RASA SAYANG: NOT QUITE FEELING THE LOVE IN CHINATOWN
It’s probably an age thing, but my recollection of London’s ethnic food offerings in the late 80’s and early 90’s is of them being less in number but, well, simply better than we have now.
As I said, I may be viewing them through the tumeric glow of a middle-aged man's eyes, but my memories are of Thai places making green curries with the pre-requisite types of aubergine, of Indian restaurants that escaped the clutches of brown slop curry houses without having to run to the arms of faux French dining styles and Malaysian restaurants that truly represented the bewildering variety of one of the world’s great eating nations. Now, we seem to have many more restaurants offering food from an even wider variety of regions, but the flavours strike me as muted, apologetic, neutered so as not to offend and with commercial pastes taking the place of time consuming fresh sauces.
I would certainly be interested to hear if anyone else feels the same.
Rasay Sayang means, I am told, to “feel the love” and I certainly loved my first experiences of the small chain bearing that name, who offered my first tastes of Malaysian and Singaporean food nearly twenty years ago. They are long gone now, the main branch, in Soho, has become a Nando’s which tells you all you need to know about the way we eat in the UK.
However, as Malaysia was one of the favourite stops of my EAT MY GLOBE trip, I was intrigued when I heard that a small restaurant of the same name had opened in Chinatown directly next to the disappointing Leong’s Legend and, I arranged a quick supper there with one of my oldest friends, Neal.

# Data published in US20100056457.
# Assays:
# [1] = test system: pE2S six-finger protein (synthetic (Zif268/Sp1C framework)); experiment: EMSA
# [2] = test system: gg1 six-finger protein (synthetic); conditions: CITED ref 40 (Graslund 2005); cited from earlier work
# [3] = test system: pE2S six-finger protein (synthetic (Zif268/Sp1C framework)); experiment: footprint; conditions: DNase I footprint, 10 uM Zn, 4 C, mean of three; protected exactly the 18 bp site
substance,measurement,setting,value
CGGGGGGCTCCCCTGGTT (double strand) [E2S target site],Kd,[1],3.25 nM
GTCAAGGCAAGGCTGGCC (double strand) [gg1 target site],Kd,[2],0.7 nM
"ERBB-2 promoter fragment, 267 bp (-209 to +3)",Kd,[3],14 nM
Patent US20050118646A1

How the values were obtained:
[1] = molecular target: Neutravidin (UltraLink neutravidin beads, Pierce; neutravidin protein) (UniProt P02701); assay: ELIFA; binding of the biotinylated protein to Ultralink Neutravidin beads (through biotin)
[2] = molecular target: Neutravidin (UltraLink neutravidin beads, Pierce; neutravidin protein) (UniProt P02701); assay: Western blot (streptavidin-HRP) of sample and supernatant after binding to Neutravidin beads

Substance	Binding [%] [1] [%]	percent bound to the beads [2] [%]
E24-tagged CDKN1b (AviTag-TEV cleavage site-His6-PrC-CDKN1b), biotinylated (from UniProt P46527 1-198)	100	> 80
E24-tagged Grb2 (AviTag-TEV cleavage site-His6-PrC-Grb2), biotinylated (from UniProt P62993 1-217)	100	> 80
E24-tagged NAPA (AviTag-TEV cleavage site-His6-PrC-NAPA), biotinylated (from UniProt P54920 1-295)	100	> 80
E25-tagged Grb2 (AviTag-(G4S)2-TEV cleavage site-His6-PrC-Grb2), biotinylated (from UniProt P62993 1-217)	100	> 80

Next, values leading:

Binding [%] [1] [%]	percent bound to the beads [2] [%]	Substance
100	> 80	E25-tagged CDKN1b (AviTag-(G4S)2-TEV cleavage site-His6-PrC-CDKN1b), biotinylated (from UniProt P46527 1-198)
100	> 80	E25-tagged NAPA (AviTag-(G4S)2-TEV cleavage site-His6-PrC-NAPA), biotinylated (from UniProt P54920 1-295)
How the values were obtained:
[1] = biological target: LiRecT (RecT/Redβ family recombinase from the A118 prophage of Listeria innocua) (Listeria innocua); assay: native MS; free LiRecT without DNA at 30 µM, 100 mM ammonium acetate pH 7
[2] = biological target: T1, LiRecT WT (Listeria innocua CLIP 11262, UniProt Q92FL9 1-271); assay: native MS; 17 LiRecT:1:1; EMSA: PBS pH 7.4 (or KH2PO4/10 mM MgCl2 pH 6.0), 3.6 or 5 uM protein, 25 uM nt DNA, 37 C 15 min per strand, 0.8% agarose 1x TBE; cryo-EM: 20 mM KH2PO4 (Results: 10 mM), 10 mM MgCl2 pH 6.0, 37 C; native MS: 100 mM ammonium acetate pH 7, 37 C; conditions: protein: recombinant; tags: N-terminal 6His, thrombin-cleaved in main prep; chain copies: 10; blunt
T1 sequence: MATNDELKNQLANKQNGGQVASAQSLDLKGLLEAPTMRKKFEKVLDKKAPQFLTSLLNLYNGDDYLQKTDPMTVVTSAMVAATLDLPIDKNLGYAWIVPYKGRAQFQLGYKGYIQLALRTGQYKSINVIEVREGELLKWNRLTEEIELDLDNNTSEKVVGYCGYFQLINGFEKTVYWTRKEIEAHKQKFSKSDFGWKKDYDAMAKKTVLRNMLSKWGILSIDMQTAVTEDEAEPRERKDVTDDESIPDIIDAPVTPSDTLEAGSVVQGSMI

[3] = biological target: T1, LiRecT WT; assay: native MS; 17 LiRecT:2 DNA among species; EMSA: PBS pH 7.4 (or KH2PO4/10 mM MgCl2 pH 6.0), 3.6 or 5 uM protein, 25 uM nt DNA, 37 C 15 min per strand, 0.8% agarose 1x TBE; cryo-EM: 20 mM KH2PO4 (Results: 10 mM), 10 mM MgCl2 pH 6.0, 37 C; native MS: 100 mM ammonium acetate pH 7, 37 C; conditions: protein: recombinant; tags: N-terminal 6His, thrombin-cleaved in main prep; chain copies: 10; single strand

First, however, a quick dip into the fabulous new bar at Rules, where Brian Silva, one of the great mixers in town prepared me a “proper” Rob Roy using orange bitters from The Bitters Truth and Italian vermouth. Perfect to fortify against the sudden and unexpected snowfall, which was enough to keep sufficient diners away so we could walk in and get a table in the small dining room right away.
It’s a short menu with a mix of, as far as my limited knowledge could tell, traditional Malay dishes and some representing their considerable Chinese influence.
Starters were a mixed bag. The satay were slightly chewy, not comparing well to those on offer at Puji Puji, but the curry puffs were much better, with a filling of beef and potatoes and a light, grease free batter coating. The ones I had tried before had a short crust pastry, but, my love of all things deep-fried, made these an interesting alternative.
Nasi Lemak was one of the favourite dishes of my short time in Kuala Lumpur and the version on offer at Rasa Sayang is not bad at all. The rice, as it should be was gently flavoured with coconut and pandan, the accompaniments to the chicken curry all seemed to be present and correct including a small mound of salty dried anchovies and the curry itself was in a deep, savoury sauce.
Another high point scorer was a plate of crunchy morning glory stir fried with balachan, the potent shrimp paste mixed with chilli, which was good enough to have us both fighting over the last strands while other plates sat by.
Other dishes failed to live up to these high standards. The beef rendang lacked punch and simply made me long for the recipe I tried recently at home, which combined freshness, meatiness and fire to stunning effect. Likewise, the char kway teow, which, I suspect, was fried in oil rather than in pork fat as the best versions I have tried have been. With a generous amount of seafood on show, it looked the part, but as is so often the case, it simply lacked any discernable flavour soon ending up as cold, flat noodles.
The bill for the meal with service and a beer came to £44 for two, enough to make this an acceptable if uninspiring supper where the chance to catch up took precedence over the food. Sometimes, perhaps that is all you need, but I could not help thinking that, if we had eaten this meal twenty years ago, we might have done a whole lot less talking and been a whole lot more excited about eating.
Or, is that just me?